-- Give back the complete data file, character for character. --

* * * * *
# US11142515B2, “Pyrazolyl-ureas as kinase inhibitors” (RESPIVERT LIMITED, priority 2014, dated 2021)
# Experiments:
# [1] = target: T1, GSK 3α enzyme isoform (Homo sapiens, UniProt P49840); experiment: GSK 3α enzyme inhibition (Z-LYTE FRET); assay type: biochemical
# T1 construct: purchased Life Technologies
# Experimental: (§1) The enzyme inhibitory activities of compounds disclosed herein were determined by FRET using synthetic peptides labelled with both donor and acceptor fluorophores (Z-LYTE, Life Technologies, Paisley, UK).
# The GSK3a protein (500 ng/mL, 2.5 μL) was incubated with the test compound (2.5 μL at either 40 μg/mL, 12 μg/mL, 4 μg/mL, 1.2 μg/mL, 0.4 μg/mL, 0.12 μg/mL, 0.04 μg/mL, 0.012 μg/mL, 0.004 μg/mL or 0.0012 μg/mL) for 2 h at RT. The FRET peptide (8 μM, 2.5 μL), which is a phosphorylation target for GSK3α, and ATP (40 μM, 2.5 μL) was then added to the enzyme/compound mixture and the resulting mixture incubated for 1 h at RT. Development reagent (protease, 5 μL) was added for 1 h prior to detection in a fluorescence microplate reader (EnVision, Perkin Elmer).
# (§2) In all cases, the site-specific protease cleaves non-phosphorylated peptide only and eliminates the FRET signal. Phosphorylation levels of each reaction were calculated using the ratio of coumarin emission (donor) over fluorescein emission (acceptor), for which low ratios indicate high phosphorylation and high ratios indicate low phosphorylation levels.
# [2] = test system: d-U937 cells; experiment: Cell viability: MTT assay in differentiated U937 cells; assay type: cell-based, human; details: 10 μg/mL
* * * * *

# US11142515B2, “Pyrazolyl-ureas as kinase inhibitors” (RESPIVERT LIMITED, priority 2014, dated 2021)
# Experiments:
# [1] = target: T1, GSK 3α enzyme isoform (Homo sapiens, UniProt P49840); experiment: GSK 3α enzyme inhibition (Z-LYTE FRET); assay type: biochemical
# T1 construct: purchased Life Technologies
# Experimental: (§1) The enzyme inhibitory activities of compounds disclosed herein were determined by FRET using synthetic peptides labelled with both donor and acceptor fluorophores (Z-LYTE, Life Technologies, Paisley, UK).
# The GSK3a protein (500 ng/mL, 2.5 μL) was incubated with the test compound (2.5 μL at either 40 μg/mL, 12 μg/mL, 4 μg/mL, 1.2 μg/mL, 0.4 μg/mL, 0.12 μg/mL, 0.04 μg/mL, 0.012 μg/mL, 0.004 μg/mL or 0.0012 μg/mL) for 2 h at RT. The FRET peptide (8 μM, 2.5 μL), which is a phosphorylation target for GSK3α, and ATP (40 μM, 2.5 μL) was then added to the enzyme/compound mixture and the resulting mixture incubated for 1 h at RT. Development reagent (protease, 5 μL) was added for 1 h prior to detection in a fluorescence microplate reader (EnVision, Perkin Elmer).
# (§2) In all cases, the site-specific protease cleaves non-phosphorylated peptide only and eliminates the FRET signal. Phosphorylation levels of each reaction were calculated using the ratio of coumarin emission (donor) over fluorescein emission (acceptor), for which low ratios indicate high phosphorylation and high ratios indicate low phosphorylation levels.
# [2] = test system: d-U937 cells; experiment: Cell viability: MTT assay in differentiated U937 cells; assay type: cell-based, human; details: 10 μg/mL